Here you’ll find some useful resources to help you understand more about your deaf, deafened and hard of hearing audiences, as well as handy how-to guides to make your work accessible to many more people.

These include infographics that:

  • Demonstrate the potential size of your deaf audience
  • Help you understand who benefits from improved access
  • Explain how people use subtitles differently

We also have a best-practice checklist, which is a useful first step towards embedding access throughout your organisation, guidelines on digital subtitling, and information about our free online training.

Digital Subtitling Guidelines:

Subtitles should be a visual soundtrack to the spoken word.

Our guidelines will help you format your subtitles to give your audience the best experience possible.

Download Guidelines PDF

Captioning Display Standards:

There are some key principles that apply to all live scripted theatre captions, whether displayed on a caption unit, a tablet or phone, or online.

Stagetext are sharing the principles of theatre captioning, so that theatres can recognise great quality captioning when they see it.

Download Captioning Display Standards PDF

A graphic of a cloc with the text 'Great captions are in time with the performance'

Best Practice Checklist:

Our best practice checklist gives you a starting point on how to make sure your venue is accessible. The checklist will help you understand how to better embed access within your organisation.

Download Checklist PDF

The use of subtitles and captions in 2023:

A facsheet about the use of captions and subtitles in the UK in 2023. The full findings are available on request to Stagetext. Commissioned by Stagetext, The Audience Agency surveyed over 2,400 people in 2023.

Download Factsheet PDF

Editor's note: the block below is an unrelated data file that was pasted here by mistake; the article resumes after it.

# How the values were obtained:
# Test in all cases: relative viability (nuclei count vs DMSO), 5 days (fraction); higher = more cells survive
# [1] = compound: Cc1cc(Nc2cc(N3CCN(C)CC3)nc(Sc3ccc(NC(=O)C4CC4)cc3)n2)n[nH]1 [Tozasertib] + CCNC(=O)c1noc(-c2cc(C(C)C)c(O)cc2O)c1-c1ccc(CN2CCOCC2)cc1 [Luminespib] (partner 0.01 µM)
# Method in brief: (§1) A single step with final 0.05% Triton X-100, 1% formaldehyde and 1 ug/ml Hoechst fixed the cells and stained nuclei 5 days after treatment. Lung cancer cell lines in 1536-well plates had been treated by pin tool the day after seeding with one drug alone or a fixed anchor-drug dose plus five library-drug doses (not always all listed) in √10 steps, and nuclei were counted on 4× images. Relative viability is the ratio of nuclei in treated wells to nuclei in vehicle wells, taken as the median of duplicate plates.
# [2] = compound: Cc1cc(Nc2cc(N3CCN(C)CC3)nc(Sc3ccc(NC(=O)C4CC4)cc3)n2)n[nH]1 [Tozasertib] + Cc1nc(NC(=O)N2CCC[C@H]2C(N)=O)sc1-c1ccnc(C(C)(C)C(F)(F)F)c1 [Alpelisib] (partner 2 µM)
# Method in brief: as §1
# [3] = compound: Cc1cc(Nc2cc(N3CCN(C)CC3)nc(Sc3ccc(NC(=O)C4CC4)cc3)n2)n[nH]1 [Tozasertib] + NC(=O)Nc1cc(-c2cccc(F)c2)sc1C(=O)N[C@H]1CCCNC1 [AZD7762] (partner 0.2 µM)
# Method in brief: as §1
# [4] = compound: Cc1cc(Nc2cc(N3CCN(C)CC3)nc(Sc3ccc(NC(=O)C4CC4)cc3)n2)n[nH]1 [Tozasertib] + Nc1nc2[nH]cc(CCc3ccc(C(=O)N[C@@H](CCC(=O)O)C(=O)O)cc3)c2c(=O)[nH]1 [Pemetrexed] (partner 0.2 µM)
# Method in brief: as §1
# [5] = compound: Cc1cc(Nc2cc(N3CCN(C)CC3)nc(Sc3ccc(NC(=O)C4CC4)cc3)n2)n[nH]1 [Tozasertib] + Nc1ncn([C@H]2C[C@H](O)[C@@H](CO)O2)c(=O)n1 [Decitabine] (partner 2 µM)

A white image with agrphic of a head with arrows point to a cntra point. The text reads, '42% of people said they use subitles to help with concentration when wathicng content online or TV.

Caption and subtitle use in the UK:

A facsheet about the use of captions and subtitles in the UK. The full findings are available on request to Stagetext. Commissioned by Stagetext, Sapio research interviewed 2,003 people in October 2021 with the results weighted to be representative of the GB general population.

Download Factsheet PDF

Did you know that 20% of all content on BBC iPlayer is watched with the subtitles turned on?

We currently have a series of free webinars available to help you get started subtitling your own videos. These webinars will teach you the importance of deaf awareness, why access is so essential, and how to use YouTube’s free platform to create your own subtitles.

Watch our free training webinars


Our helpful infographics will give you a quick insight into the size of your potential deaf audience, show you how people use subtitles differently, and support your understanding of who benefits from access.

Download Infographics PDF

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